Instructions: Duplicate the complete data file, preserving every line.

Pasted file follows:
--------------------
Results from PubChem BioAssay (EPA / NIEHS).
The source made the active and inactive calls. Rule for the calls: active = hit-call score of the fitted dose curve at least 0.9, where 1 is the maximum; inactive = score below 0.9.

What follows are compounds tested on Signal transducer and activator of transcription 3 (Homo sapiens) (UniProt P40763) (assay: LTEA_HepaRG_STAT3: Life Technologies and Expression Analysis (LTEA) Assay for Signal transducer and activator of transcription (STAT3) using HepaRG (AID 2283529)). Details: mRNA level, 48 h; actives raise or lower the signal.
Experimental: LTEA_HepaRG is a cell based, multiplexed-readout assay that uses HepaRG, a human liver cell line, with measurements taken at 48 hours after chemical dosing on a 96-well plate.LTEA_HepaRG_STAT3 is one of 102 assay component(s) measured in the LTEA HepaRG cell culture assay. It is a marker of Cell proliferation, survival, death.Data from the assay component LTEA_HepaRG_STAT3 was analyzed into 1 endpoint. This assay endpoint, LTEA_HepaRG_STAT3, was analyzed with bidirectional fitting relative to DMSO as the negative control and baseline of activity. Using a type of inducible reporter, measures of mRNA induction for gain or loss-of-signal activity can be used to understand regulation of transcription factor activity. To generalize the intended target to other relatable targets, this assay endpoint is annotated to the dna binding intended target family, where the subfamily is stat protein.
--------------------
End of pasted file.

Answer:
Results from PubChem BioAssay (EPA / NIEHS).
The source made the active and inactive calls. Rule for the calls: active = hit-call score of the fitted dose curve at least 0.9, where 1 is the maximum; inactive = score below 0.9.

What follows are compounds tested on Signal transducer and activator of transcription 3 (Homo sapiens) (UniProt P40763) (assay: LTEA_HepaRG_STAT3: Life Technologies and Expression Analysis (LTEA) Assay for Signal transducer and activator of transcription (STAT3) using HepaRG (AID 2283529)). Details: mRNA level, 48 h; actives raise or lower the signal.
Experimental: LTEA_HepaRG is a cell based, multiplexed-readout assay that uses HepaRG, a human liver cell line, with measurements taken at 48 hours after chemical dosing on a 96-well plate.LTEA_HepaRG_STAT3 is one of 102 assay component(s) measured in the LTEA HepaRG cell culture assay. It is a marker of Cell proliferation, survival, death.Data from the assay component LTEA_HepaRG_STAT3 was analyzed into 1 endpoint. This assay endpoint, LTEA_HepaRG_STAT3, was analyzed with bidirectional fitting relative to DMSO as the negative control and baseline of activity. Using a type of inducible reporter, measures of mRNA induction for gain or loss-of-signal activity can be used to understand regulation of transcription factor activity. To generalize the intended target to other relatable targets, this assay endpoint is annotated to the dna binding intended target family, where the subfamily is stat protein.